Via: Dallas Sports Nation

Let me start this out by saying that I am a businessman.
In all aspects of business, there are bosses and employees.

Nobody can ever force a person to accept a job. That means when you accept a job, you know what your payment is going to be. With that info in hand, you don’t get sympathy from a guy like me when you complain about your salary.

When your salary isn’t to your liking, you are allowed to seek employment elsewhere or ask for more money. If your boss refuses to give you more money, then they do not believe you are worth it. That is where a person has a choice to make.

You can accept what you are receiving or leave for another job with more pay. That’s business.

The business of baseball is a bit different. Salaries are negotiated and you sign a contract. A contract can be for one year or multiple years. In either case, just like most businesses, you know what salary you are receiving when you sign it. So in most cases, you will never hear someone like me defend any player who wants a do-over. Holding out or refusing to show up for team practices, etc…. get no sympathy from me. You have a deal in place so honor it.

Owners can always renegotiate with you if they want to avoid you seeking higher pay. But they are not obligated to give you a raise when you already have a contract in place.

With the COVID-19 pandemic, there has been a wrench thrown into the entire situation. It is obviously not the owners or players fault that baseball was shut down

Things are starting to open back up however and the delay to baseball is the fault of one of them.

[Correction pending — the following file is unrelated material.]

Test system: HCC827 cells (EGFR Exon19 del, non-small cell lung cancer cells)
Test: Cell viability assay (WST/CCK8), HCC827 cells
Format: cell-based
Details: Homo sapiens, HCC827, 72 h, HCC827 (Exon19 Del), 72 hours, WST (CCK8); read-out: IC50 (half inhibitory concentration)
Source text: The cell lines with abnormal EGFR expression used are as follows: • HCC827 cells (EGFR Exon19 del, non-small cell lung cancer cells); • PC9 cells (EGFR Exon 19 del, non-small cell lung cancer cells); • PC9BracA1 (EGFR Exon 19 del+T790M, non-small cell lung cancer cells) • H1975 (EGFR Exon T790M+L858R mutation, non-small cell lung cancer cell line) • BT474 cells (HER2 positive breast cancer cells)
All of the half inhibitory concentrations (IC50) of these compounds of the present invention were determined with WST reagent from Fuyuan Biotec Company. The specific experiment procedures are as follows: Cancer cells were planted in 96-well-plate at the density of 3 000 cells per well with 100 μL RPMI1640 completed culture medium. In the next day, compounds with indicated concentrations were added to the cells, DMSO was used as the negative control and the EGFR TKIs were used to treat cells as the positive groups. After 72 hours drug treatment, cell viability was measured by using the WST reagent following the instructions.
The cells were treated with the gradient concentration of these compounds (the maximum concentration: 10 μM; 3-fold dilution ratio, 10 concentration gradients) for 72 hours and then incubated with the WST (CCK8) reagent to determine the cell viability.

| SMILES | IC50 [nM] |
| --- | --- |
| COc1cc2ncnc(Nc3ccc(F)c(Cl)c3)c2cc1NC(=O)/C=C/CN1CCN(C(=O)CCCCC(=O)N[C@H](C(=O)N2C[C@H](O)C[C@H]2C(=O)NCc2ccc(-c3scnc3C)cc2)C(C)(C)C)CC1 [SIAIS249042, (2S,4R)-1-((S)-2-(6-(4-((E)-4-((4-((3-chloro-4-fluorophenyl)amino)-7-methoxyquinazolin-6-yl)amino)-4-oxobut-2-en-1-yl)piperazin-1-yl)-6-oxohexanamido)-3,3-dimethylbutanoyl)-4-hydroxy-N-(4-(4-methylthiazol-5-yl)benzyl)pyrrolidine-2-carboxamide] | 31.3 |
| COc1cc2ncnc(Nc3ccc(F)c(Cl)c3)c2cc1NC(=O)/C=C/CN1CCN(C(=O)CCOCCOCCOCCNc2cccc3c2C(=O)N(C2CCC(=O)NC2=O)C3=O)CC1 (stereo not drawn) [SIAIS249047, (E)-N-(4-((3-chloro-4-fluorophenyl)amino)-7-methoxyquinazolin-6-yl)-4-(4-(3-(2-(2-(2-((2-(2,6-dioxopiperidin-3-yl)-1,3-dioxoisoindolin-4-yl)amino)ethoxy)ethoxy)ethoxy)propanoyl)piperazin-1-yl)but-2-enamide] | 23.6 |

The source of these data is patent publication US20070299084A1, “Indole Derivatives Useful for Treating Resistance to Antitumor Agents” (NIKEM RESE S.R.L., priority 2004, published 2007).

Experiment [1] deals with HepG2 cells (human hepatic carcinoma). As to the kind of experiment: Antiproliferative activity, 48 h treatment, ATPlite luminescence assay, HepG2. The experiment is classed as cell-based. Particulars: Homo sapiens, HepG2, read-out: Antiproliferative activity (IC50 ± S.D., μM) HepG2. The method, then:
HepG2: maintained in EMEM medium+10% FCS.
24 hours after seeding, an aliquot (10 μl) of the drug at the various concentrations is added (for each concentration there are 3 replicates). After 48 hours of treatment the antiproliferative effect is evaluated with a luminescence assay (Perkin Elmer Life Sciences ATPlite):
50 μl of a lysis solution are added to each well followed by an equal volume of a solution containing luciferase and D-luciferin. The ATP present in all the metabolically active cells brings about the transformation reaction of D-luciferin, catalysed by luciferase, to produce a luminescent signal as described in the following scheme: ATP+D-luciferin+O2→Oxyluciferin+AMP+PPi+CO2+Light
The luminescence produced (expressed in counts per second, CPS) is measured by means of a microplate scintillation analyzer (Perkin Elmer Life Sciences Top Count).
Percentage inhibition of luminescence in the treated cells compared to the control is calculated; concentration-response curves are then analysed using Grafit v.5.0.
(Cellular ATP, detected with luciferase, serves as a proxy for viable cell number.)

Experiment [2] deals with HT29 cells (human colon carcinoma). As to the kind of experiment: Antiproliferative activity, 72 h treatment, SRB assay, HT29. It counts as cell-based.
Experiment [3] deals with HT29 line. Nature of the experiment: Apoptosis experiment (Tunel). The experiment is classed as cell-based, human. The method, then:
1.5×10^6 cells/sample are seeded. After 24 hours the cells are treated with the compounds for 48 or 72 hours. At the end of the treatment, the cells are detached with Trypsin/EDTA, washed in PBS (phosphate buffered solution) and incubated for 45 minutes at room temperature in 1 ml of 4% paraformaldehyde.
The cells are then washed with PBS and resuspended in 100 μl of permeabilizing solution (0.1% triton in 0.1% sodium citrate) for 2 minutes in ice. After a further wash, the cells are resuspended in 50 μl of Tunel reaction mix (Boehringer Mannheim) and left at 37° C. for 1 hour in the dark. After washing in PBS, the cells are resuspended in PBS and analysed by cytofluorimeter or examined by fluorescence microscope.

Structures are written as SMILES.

When things first started opening back up, the owners asked the players to accept pro-rated pay for the number of games played. The players agreed to this.

The business side of me says this is fair. Any player who wants more than a pro-rated amount is being greedy in my opinion. The problem is that MLB owners then came back with a revenue-sharing idea. Seeing that fans may not be a part of the game, they were going to be losing a significant revenue stream. They asked the players to share in the loss of money for the good of the sport. After all, once fans were allowed again there was potential for more money than they usually would make on a pro-rated salary.

At first glance, this didn’t seem like such a horrible counter. The initial reaction from most is that sharing the hit between employees and bosses is what is happening all over America.  So why not ask players to take a little less, if a significant amount of money is being lost because of the Coronavirus. The burden, however, is to prove how much money you are losing. Open the books.

Owners have long been reluctant to open their books. That is within their right to keep their finances private. But you cannot cry poor with no proof. Either you prove how much of your revenue is generated through fans, or you honor your initial deal to pay pro-rated amounts for the games played. You cannot have it both ways.